SketchUp to Artlantis
By Mr Wip
In this tutorial we are going to go through the basics from import of SketchUp model to final render. I will touch on all the important elements required to achieve your final render including the following:
Model Import, Cameras, Sun, Materials, Environment, Lights and Rendering.
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Let’s take a simple SketchUp model with some colored boxes, a plan and a texture…there you are, the stage is set.
To import a SketchUp model into Artlantis, you just have to choose in the first window that pops up the skp. file type, and then the program will be able to load it directly. If everything has worked fine, you should be looking at something similar to the image below.
It is useful to keep in mind the fact that Artlantis separates the model file and the pictures (of the textures) when it saves (SketchUp puts everything together in a kind of archive). So if you don’t want to be surprised by a large amount of picture files around your model, just place it directly in a folder of it’s own, from the beginning and everything will be just fine.
The software interface is, honestly, quite simple.
The right window shows a real-time preview of your render. Navigation inside this space is close to the SketchUp one.
There are four principal toolbar:
- Main setting categories (sun,cameras,materials…).
- Navigation tools (zoom,rotate…). The first button disables the realtime rendering, allowing quick manipulations of the model.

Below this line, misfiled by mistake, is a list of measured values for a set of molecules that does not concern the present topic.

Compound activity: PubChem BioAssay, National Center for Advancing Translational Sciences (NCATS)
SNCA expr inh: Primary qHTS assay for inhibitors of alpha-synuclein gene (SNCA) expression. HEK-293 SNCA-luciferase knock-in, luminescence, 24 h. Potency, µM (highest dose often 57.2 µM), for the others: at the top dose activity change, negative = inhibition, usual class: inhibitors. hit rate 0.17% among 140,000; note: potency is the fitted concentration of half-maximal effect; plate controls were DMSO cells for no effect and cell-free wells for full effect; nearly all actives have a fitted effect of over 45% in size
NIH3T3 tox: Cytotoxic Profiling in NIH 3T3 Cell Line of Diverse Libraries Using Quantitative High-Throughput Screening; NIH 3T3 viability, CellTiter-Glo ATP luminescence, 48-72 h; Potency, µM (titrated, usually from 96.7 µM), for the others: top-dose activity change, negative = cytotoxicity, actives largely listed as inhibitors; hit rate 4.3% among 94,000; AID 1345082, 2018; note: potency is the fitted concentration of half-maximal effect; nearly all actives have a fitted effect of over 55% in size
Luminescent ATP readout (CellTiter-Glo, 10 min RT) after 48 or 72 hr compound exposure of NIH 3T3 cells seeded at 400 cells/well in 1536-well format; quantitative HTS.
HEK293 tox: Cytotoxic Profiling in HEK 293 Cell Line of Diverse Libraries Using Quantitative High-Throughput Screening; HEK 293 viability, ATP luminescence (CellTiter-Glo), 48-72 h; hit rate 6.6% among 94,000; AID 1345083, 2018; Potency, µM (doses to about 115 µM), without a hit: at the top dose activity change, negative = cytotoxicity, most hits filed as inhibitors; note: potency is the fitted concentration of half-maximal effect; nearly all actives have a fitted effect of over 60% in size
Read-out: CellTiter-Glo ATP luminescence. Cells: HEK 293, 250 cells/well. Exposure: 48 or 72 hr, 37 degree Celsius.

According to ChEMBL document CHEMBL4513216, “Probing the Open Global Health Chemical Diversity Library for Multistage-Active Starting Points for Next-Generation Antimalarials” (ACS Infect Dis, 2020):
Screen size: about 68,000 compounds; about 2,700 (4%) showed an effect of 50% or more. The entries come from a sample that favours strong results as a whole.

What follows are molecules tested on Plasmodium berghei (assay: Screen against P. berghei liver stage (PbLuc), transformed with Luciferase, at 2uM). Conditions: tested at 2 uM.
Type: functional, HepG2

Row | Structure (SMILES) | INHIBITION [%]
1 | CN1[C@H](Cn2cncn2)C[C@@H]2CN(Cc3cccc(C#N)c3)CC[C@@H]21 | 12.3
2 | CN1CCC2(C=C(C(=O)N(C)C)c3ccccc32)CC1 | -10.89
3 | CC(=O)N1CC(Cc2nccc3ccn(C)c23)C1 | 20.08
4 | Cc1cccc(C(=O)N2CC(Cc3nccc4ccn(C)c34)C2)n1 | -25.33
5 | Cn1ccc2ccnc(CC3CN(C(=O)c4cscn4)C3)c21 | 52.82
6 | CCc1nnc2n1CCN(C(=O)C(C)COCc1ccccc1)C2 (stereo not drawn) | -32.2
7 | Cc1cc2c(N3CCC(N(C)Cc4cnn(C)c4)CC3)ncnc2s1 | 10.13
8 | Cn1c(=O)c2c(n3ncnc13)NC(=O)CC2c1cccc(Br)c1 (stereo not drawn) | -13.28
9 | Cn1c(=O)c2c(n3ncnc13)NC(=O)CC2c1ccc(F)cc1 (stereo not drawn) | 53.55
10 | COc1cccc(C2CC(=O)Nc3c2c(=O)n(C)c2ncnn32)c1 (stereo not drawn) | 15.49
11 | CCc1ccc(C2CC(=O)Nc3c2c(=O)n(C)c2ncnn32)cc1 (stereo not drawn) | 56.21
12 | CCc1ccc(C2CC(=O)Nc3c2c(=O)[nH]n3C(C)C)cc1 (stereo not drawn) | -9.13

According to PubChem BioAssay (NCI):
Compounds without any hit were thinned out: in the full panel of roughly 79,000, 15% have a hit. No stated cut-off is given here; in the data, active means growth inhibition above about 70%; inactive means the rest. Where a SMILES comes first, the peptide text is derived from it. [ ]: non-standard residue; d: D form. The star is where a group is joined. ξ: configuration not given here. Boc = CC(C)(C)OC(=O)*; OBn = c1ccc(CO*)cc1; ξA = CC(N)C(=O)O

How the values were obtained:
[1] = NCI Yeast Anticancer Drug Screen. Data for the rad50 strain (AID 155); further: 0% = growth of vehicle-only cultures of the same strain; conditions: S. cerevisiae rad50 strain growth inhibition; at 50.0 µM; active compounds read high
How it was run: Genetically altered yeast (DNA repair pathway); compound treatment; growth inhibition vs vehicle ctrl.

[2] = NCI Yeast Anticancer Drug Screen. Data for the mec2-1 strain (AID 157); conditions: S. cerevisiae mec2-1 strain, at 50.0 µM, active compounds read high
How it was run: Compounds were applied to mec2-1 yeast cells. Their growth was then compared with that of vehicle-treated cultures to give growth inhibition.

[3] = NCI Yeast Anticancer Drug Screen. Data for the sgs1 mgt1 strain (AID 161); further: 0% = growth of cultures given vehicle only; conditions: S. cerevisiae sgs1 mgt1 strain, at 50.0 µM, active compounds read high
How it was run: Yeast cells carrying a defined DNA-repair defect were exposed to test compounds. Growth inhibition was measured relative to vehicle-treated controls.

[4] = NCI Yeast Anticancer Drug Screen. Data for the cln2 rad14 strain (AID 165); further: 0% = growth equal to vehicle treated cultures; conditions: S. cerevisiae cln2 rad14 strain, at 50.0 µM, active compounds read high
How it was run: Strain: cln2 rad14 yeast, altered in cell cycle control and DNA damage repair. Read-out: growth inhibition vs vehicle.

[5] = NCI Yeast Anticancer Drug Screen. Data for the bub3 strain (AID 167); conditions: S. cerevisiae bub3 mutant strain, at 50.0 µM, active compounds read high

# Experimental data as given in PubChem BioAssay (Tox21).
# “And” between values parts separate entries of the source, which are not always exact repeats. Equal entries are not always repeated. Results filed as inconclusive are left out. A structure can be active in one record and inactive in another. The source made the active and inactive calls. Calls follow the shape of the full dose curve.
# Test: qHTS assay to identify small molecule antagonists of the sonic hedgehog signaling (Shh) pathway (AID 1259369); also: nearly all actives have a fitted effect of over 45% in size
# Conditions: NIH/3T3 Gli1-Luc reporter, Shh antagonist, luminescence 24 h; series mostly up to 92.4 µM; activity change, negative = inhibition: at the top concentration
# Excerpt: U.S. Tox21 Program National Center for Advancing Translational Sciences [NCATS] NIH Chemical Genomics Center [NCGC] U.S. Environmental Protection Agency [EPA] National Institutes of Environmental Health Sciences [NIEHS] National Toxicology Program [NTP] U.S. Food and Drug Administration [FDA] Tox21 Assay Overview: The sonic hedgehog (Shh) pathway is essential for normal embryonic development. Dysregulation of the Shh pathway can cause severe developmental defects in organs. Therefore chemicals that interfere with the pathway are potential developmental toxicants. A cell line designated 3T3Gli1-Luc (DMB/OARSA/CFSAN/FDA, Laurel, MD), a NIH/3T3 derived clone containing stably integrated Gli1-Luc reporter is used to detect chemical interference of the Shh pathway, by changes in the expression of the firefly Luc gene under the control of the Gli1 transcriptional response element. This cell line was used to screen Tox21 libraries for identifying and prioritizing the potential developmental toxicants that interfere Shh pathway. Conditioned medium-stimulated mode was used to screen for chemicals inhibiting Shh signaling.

- Rendering and view options.
- Multipurpose toolbar, where all operations will be done. It changes according to the type of element selected (sun,materials…).
A render first requires the choice of a point of view. In Artlantis they are displayed as cameras, which you can find in the side panel. Any displayed views are related to SketchUp Scenes. However, do not panic if your model does not have any Scenes (everyone makes mistakes…), Artlantis automatically creates one camera called ‘Sketchup’, matching your last viewpoint.
Navigating in space and moving the camera are, at first, two linked operations. So in order not to lose a good point of view while sightseeing, it’s necessary to create a copy of a camera already setup, by pressing the ‘+’ icon (a new thumbnail is then added to the menu). Finding and manipulating precisely a camera is made easier by the use of the 2D view in which the active one is displayed as a small red dot. This panel is able to display different views (plan, façade etc.) useful in the coming steps.
Every camera has its own focal which can be easily adjusted from a pan view to a zoom.
Unfortunately focal angles are the only things that do not travel well from SketchUp to Artlantis and you will have to readjust them by hand to get a satisfying result…
When you know what to look at you can move on to creating a realistic environment. In that way, the sun is the first thing to set up properly. For each camera there is a sun. In our example, the camera ‘view1’ is linked to the sun ‘view1’, and it goes the same for the other ones. Through the menu, it’s then possible to assign any sun to any camera, regarding what suits best for your render (for example, let us be crazy, camera ‘View4’ with sun ‘view2 ‘).
Similar to the camera menu, the sun menu shows in the right columns the list of those present in the scene.
Again, pressing ‘+’ add a new one in the menu. In order to see clearly the real effect of the sun, enabling the shadows is obviously necessary. A slider allows an adjustment of their sharpness from strong, like in SketchUp), to smooth which is much more realistic.
Using the sun requires an adjustment of some parameters (date, time, location…) through the first icons and sliders of the toolbar (if you don’t understand by yourself how they work, sorry, but you’d better stop reading this tutorial right now…). By the way, the 2D view also shows the sun position, as the north angle, so it’s possible to adjust it there.
A ‘natural ‘outside lighting solution is made of two separate elements: